Clarify between decimal bytes and binary bytes

Jack Cole jack.cole at IEEE.org
Thu Jul 8 06:55:22 PDT 2010


Formatted message: <a href="http://www.t10.org/cgi-bin/ac.pl?t=r&f=r1007080_f.htm">HTML-formatted message</a>

 FWIW, the introduction to IEEE 1541 and IEEE 1541 itself may be useful to
your pursuit. 1541-2002
IEEE Standard for Prefixes for Binary Multiples
http://ieeexplore.ieee.org/servlet/opac?punumber=5254929
Modern computers use binary logic for computation and addressing, and binary
logic inevitably leads to
addresses expressed in binary arithmetic. The size of such an address space
is inevitably a power of two.
Thus, when computer memories and disks were tiny (in terms of capacity), it
became common practice to
use “kilo” as a prefix denoting multiplication by 1024 (= 210). In the 1960s
and 1970s this created no
problem because there is not much difference between 1000 and 1024, and
within the community of persons
who used computers, everybody understood what was meant. Thus decimal
prefixes came to be applied on
the grounds that it would have been senseless, in the computer field, to
interpret them as anything other than
binary multiples, i.e., it would have seemed illogical to size a small
memory in multiples of 1000 when the
size of the address space was 1024. As the capacity of memories and disks
has grown larger, the issue of
correspondence with the size of the address space became less important than
the issue of total capacity
requirements. In addition, the disparity between binary and decimal
multiples is larger with the larger
prefixes. Data storage specialists now work with terabytes. If one purchases
a terabyte of storage, can one
store 1012 bytes or 240 bytes? The difference is roughly 10%.
Personal computers have become ubiquitous in the twenty-first century, and
the use of decimal prefixes
where binary multiplication is intended causes real confusion. Most computer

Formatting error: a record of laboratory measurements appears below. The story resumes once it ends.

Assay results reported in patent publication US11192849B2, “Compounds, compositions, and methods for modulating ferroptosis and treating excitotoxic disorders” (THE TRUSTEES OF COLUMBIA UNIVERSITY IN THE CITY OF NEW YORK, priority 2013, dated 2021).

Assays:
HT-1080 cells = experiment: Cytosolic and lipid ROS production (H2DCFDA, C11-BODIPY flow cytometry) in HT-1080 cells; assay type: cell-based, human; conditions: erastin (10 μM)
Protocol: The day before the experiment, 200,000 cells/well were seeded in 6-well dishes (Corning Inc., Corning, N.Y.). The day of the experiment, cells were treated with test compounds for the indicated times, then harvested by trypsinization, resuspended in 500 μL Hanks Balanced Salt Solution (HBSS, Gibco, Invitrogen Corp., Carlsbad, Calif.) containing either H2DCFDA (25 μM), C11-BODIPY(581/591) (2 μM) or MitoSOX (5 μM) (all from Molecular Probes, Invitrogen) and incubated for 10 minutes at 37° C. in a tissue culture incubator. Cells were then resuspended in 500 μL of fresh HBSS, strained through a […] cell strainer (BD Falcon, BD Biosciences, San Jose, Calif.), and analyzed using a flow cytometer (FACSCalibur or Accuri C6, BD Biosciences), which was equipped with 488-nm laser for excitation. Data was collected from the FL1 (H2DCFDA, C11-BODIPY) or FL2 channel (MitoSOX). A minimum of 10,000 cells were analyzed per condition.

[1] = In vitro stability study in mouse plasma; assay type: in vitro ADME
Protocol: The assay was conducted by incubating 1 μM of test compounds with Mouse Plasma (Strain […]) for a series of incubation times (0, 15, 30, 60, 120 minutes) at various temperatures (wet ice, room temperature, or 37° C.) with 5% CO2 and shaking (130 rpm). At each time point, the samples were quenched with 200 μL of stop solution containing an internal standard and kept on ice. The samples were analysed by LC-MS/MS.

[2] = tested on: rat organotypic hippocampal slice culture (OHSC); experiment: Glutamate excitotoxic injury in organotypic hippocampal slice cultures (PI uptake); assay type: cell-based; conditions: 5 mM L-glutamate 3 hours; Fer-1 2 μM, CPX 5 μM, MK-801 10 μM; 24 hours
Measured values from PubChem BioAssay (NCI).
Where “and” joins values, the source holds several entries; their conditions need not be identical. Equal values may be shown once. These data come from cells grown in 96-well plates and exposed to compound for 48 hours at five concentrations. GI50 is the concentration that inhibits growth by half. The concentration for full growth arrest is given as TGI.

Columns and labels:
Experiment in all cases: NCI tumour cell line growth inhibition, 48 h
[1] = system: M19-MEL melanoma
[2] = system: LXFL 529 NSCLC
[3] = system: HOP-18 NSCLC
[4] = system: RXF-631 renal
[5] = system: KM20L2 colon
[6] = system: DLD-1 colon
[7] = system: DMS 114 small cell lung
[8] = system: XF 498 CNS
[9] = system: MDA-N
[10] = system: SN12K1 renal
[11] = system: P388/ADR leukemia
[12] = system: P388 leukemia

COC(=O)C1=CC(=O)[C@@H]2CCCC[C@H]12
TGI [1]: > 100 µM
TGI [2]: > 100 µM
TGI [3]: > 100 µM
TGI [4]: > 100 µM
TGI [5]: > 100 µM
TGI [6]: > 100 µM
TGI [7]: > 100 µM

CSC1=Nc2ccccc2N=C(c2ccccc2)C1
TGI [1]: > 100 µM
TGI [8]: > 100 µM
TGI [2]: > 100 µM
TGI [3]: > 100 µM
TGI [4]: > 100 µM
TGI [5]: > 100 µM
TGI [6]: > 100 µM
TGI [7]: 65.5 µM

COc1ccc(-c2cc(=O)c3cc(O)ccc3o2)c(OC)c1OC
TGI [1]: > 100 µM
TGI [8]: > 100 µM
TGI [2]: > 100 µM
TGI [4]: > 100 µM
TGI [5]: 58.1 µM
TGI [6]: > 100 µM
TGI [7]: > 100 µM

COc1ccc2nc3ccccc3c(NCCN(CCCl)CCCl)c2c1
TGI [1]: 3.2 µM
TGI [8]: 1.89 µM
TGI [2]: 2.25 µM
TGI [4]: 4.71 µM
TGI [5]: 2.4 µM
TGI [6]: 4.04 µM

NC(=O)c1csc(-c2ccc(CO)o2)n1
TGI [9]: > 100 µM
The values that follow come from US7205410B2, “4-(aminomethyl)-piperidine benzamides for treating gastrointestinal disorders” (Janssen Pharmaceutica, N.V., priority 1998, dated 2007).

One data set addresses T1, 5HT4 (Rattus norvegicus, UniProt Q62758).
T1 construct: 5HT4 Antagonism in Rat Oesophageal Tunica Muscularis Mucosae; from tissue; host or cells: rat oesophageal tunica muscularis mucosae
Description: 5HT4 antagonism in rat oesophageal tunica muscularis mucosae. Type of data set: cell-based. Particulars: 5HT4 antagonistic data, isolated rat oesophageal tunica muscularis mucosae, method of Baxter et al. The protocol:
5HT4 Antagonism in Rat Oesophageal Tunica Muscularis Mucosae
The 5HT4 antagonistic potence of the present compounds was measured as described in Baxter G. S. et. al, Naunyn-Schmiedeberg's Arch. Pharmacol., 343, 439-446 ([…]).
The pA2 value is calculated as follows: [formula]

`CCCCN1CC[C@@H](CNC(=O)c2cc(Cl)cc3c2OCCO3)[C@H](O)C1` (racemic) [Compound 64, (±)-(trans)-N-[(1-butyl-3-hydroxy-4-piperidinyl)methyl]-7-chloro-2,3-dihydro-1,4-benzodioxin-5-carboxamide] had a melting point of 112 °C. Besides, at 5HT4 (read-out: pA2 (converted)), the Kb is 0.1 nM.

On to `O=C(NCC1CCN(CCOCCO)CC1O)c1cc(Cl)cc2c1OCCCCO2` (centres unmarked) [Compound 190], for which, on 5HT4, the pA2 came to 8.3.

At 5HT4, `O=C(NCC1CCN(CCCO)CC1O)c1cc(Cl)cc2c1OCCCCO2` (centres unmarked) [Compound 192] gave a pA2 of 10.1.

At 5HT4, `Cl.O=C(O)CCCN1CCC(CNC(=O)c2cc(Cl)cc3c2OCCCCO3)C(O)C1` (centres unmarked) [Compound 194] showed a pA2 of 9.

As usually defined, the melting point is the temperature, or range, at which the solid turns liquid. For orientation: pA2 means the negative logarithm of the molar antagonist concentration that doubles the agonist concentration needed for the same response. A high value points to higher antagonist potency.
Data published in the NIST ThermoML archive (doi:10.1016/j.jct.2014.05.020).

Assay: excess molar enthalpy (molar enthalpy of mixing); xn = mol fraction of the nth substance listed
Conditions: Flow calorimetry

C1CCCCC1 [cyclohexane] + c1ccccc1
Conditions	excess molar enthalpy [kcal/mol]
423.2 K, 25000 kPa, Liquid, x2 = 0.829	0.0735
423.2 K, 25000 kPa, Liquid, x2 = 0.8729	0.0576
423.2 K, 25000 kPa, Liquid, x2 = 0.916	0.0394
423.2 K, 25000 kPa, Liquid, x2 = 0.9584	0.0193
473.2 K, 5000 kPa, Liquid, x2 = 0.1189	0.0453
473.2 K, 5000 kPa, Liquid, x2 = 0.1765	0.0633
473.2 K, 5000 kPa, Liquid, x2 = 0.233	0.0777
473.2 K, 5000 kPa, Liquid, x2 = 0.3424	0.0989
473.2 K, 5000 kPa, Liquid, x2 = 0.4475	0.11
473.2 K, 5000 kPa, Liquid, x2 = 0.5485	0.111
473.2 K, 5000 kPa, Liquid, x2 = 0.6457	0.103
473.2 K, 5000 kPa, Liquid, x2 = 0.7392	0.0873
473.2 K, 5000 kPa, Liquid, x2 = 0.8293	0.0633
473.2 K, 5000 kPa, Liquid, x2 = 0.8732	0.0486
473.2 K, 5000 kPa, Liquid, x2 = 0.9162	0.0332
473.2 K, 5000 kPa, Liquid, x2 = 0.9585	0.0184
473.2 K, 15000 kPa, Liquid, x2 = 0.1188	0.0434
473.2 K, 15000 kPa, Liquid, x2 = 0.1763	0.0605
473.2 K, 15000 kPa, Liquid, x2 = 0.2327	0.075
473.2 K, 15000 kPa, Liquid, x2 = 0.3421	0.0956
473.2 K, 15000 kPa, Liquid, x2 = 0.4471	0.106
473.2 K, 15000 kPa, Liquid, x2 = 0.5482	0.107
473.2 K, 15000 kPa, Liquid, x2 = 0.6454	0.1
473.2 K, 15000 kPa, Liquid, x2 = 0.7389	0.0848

users today are not specialists.
They know that a kilometer is 1000 meters and, having no familiarity with
powers of 2, assume that a
kilobyte is 1000 bytes. The result is confusion and occasional
misunderstanding. This IEEE standard defines
new prefixes for binary multiples and thereby makes precise and unambiguous
communication possible. A
similar standard, IEC 60027-2 [B1], has already been adopted by the
International Electrotechnical
Commission.
On Wed, Jul 7, 2010 at 12:37 PM, Kevin D Butt <kdbutt at us.ibm.com> wrote:
>
> I believe that the time has come to clear up confusion in the industry
> about the units used in T10 standards.  There should be a clause added in
> each of the standards describing the difference between decimal bytes
(e.g.,
> MB = 10^6) and binary bytes (e.g., MiB = 2^20).  There has been this
> definition in IEC for since Dec 1998.
>
> References:
> http://physics.nist.gov/cuu/Units/binary.html
> http://en.wikipedia.org/wiki/Binary_prefix
>
> I hesitate to bring in a solo proposal to modify SSC-4 or even SPC-4 when
> this issue should apply to all standards.
> Does anybody disagree that T10 should clarify the units being used in our
> standards?
> What is the preferred manner in which we should proceed to make sure this
> clarification is added to each standard?
>
> Thanks,
>
> Kevin D. Butt
> SCSI & Fibre Channel Architect, Tape Firmware
> MS 6TYA, 9000 S. Rita Rd., Tucson, AZ 85744
> Tel: 520-799-5280
> Fax: 520-799-2723 (T/L:321)
> Email address: kdbutt at us.ibm.com
> http://www-03.ibm.com/servers/storage/



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